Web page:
The Aztecs had a better nonconference schedule than New Mexico. Both played Kansas. San Diego State beat the Jayhawks at the Phog; the Lobos lost in Kansas City. San Diego State's win catapulted the Aztecs into the national discussion over the Lobos. But UNM has been as, if not more, consistent in 2014.

New Mexico has won 12 of its past 13 games, with the only loss coming 71-70 to Boise State, a game in which the Lobos had a shot to win the game. San Diego State's one other league blemish outside of the loss at the Pit was at Wyoming on Feb. 11.

So how does UNM complete the sweep?

New Mexico coach Craig Neal laid out four key steps:
1. "We've got to stop their transition.”

2. "We can't let their pressure bother us.”

3. "We must be able to contain Thames.”

4. "We have to get to the line."

UNM's Hugh Greenwood locked up Thames in their first meeting, limiting him to 3-of-15 shooting for seven points, nine below his average, in a 58-44 victory.

It will be harder to replicate such a stifling defensive performance now that the Aztecs have found their offensive identity.

Since scoring just 44 points against the Lobos, San Diego State has scored 90, 82 and 73 points in its past three games, two of which were on the road. Balance is back, and so is Thames, who has scored 19 and 22 points, respectively, in the past two games.

The MWC tournament will have a buzz because of the draw of Las Vegas, but these teams can count on a frenzied environment whenever they play each other during the regular season. This game will cap what has been a solid season for both schools.

Video: Jay Bilas' weekly report

February, 26, 2014
Feb 26

In his weekly report, Jay Bilas identifies four teams that could be dangerous as the NCAA tournament approaches.

3-point shot: Player, teams of the week

February, 24, 2014
Feb 24

ESPN reporter Andy Katz hands out awards for college basketball's player and teams of the week.

Weekend Picks: So much popcorn

February, 21, 2014
Feb 21
So I usually address five games every Friday. But this weekend is just too stacked for the typical lineup. So I’m going with seven games, all key matchups that you’ll want to see.

I’m even introducing the Popcorn Factor (a scale of 1-10 Bags) to give you an idea of the amount of popcorn you’ll need to get through this weekend.

Now, let’s talk about last weekend.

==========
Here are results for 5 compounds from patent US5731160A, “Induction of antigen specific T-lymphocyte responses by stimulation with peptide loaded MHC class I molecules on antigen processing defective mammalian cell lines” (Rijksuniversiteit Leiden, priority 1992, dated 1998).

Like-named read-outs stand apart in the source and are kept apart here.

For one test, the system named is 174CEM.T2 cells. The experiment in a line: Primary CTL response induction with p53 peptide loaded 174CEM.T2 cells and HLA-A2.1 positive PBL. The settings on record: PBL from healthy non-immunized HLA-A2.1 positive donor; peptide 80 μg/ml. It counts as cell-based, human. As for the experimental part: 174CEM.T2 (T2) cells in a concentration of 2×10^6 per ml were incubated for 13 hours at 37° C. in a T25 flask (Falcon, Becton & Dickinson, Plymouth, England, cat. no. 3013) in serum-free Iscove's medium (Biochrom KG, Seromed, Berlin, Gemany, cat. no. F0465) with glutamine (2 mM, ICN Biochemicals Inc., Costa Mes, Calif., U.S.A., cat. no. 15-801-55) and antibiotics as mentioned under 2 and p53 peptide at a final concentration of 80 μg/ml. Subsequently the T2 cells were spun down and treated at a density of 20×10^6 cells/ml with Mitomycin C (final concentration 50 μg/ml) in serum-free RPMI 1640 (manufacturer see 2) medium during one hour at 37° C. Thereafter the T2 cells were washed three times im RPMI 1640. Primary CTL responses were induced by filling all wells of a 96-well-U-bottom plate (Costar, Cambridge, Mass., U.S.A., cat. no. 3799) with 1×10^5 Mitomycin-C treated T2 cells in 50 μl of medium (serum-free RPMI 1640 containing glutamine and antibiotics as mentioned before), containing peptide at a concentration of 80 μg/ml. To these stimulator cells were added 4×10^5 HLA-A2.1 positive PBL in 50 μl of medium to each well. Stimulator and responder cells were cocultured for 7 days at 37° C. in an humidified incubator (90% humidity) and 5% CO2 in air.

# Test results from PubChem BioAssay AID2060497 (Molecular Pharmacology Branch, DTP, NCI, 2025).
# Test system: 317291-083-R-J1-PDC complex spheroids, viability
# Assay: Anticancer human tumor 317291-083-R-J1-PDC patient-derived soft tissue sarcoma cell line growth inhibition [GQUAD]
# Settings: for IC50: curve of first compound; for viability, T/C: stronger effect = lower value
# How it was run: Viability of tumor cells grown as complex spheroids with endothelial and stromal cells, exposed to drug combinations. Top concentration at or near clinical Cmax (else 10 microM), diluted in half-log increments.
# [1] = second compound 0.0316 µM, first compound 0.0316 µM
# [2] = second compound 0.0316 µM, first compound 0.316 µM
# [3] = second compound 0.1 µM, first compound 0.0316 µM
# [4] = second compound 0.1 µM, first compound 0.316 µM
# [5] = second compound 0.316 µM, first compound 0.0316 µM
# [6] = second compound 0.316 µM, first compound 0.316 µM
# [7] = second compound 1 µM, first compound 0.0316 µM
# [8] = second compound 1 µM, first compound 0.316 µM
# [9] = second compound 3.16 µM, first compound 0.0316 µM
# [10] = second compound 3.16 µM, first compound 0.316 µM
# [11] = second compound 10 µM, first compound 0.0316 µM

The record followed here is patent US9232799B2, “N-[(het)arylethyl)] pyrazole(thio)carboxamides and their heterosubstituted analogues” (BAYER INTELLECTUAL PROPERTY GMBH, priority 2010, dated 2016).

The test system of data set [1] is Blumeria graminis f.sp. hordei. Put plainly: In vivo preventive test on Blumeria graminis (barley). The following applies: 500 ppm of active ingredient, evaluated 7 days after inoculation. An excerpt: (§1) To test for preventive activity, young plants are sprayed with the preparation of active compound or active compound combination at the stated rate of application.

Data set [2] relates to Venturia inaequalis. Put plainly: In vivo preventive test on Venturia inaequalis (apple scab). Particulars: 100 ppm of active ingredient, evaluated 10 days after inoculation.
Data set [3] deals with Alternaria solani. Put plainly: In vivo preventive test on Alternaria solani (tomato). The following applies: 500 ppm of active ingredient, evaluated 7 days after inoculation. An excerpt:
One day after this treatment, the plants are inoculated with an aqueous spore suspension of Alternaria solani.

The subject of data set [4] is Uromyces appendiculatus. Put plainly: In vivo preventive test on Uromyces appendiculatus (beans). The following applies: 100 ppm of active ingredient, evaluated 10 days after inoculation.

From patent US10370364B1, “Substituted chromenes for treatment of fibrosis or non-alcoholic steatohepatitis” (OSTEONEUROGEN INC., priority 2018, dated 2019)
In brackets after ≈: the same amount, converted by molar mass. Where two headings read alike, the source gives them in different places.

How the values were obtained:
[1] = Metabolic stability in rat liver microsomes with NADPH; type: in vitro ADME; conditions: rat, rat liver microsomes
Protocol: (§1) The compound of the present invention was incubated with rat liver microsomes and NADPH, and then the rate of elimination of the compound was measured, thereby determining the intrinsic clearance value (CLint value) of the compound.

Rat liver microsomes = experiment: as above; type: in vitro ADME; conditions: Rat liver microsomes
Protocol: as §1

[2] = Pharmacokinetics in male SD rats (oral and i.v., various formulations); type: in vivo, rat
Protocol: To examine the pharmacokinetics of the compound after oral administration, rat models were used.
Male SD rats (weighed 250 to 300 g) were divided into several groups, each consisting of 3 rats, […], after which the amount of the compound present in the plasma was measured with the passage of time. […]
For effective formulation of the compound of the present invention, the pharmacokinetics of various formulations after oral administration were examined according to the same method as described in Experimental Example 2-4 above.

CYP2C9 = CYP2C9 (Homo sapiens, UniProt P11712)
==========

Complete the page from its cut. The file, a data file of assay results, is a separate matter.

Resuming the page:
According to the Internet, the phrase “egg on my face” hails from an ancient theater culture where eggs were thrown at subpar performers. Maybe. I can’t confirm it.

But I had egg on my face after a daring slate of picks went flat by Saturday night.

I had a lot of confidence in Florida prior to its matchup with Kentucky. But that was the only bright spot in the most recent edition of my picks, other than Creighton over Villanova.

Saint Louis topped VCU, Wisconsin beat Michigan and UConn defeated Memphis.

Not a great weekend for my Weekend Picks.

Let’s see how things go this time.

Last week: 2-3

Overall: 37-18


No. 1 Syracuse at No. 5 Duke, 7 p.m. ET, ESPN: Oh no! The sky is falling in Syracuse, N.Y., and Durham, N.C.! It’s over. … Not even close. I actually think this game is more interesting now with both teams coming off losses. Sure, Boston College beat Cuse. I can’t explain that. But I still think the previously undefeated Orange have an edge here. I know Cuse is on the road, but a few things still stand out from that first matchup. I’ll give Duke credit for fighting in one of the best games of the year on Feb. 1. The Blue Devils survived even after foul trouble put Jabari Parker and other key players on the bench down the stretch. But the Orange scored their final 23 points inside the paint or at the charity stripe in that game, according to ESPN Stats & Info. The Blue Devils had problems keeping North Carolina from the rim on Thursday, too. Plus, did you see how Duke responded to UNC’s zone? Another thriller. Same result.

Prediction: Syracuse 67, Duke 66

Popcorn Factor (9)

No. 4 Arizona at Colorado, 9 p.m. ET, ESPN: Colorado lost four of five games after Spencer Dinwiddie suffered a season-ending knee injury in a loss at Washington on Jan. 12. It was a sad moment for a program on the rise and a player with legit NBA dreams. But sophomore Xavier Johnson has scored 20 or more four times since Dinwiddie’s injury (he hadn't scored 20 this season before then). He’s stepped up to help a Colorado team that’s won five of its last six while boasting a top-50 adjusted defensive efficiency per Ken Pomeroy. But Arizona understands loss, too. On Feb. 1, Brandon Ashley suffered a season-ending foot injury that changed the dynamics of the program. His midrange game, size and defense were all vital for the nation's former No. 1 team. The Wildcats are not the same without him, but they’re still a viable contender. Why? Because Rondae Hollis-Jefferson is reminding all doubters that Sean Miller’s recruiting classes have brought a bunch of talent to Tucson in recent years. Including the California game (Ashley left the contest after just two minutes of action), Hollis-Jefferson has averaged 12.6 PPG, 6.8 RPG, 1.2 BPG and 1.2 SPG. Yeah, the Wildcats are different. But they’re still good. Just not good enough to knock off this soaring, reinvigorated Colorado squad on the road.

Prediction: Colorado 73, Arizona 71

Popcorn Factor (8)